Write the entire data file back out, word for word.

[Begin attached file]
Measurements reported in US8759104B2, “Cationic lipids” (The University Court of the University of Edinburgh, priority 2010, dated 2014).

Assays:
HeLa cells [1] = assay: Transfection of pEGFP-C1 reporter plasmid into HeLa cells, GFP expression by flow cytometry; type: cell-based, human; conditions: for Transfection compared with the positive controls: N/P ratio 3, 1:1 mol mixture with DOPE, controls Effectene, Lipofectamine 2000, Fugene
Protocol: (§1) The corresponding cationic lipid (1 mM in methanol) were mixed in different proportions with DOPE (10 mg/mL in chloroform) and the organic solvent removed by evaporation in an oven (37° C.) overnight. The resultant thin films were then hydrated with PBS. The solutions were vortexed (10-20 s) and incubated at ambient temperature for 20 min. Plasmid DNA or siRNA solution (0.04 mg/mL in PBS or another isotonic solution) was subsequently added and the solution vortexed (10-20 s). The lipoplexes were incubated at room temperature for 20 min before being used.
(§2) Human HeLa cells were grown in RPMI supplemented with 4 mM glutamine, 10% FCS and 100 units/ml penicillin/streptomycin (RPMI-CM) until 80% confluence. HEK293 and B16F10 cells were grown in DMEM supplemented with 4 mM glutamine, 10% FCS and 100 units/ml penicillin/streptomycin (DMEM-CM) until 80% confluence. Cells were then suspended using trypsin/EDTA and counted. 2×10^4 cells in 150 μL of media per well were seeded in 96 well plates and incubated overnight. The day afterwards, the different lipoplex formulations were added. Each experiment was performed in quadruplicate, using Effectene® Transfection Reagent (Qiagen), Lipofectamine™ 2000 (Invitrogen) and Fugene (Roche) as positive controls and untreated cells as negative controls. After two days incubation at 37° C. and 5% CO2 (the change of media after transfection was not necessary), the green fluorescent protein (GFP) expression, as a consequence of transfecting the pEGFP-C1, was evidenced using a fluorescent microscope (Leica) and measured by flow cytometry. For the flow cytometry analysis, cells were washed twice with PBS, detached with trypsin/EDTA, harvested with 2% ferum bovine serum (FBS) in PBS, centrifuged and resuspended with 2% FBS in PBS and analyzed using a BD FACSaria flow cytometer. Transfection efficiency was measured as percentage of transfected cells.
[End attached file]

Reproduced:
Measurements reported in US8759104B2, “Cationic lipids” (The University Court of the University of Edinburgh, priority 2010, dated 2014).

Assays:
HeLa cells [1] = assay: Transfection of pEGFP-C1 reporter plasmid into HeLa cells, GFP expression by flow cytometry; type: cell-based, human; conditions: for Transfection compared with the positive controls: N/P ratio 3, 1:1 mol mixture with DOPE, controls Effectene, Lipofectamine 2000, Fugene
Protocol: (§1) The corresponding cationic lipid (1 mM in methanol) were mixed in different proportions with DOPE (10 mg/mL in chloroform) and the organic solvent removed by evaporation in an oven (37° C.) overnight. The resultant thin films were then hydrated with PBS. The solutions were vortexed (10-20 s) and incubated at ambient temperature for 20 min. Plasmid DNA or siRNA solution (0.04 mg/mL in PBS or another isotonic solution) was subsequently added and the solution vortexed (10-20 s). The lipoplexes were incubated at room temperature for 20 min before being used.
(§2) Human HeLa cells were grown in RPMI supplemented with 4 mM glutamine, 10% FCS and 100 units/ml penicillin/streptomycin (RPMI-CM) until 80% confluence. HEK293 and B16F10 cells were grown in DMEM supplemented with 4 mM glutamine, 10% FCS and 100 units/ml penicillin/streptomycin (DMEM-CM) until 80% confluence. Cells were then suspended using trypsin/EDTA and counted. 2×10^4 cells in 150 μL of media per well were seeded in 96 well plates and incubated overnight. The day afterwards, the different lipoplex formulations were added. Each experiment was performed in quadruplicate, using Effectene® Transfection Reagent (Qiagen), Lipofectamine™ 2000 (Invitrogen) and Fugene (Roche) as positive controls and untreated cells as negative controls. After two days incubation at 37° C. and 5% CO2 (the change of media after transfection was not necessary), the green fluorescent protein (GFP) expression, as a consequence of transfecting the pEGFP-C1, was evidenced using a fluorescent microscope (Leica) and measured by flow cytometry. For the flow cytometry analysis, cells were washed twice with PBS, detached with trypsin/EDTA, harvested with 2% ferum bovine serum (FBS) in PBS, centrifuged and resuspended with 2% FBS in PBS and analyzed using a BD FACSaria flow cytometer. Transfection efficiency was measured as percentage of transfected cells.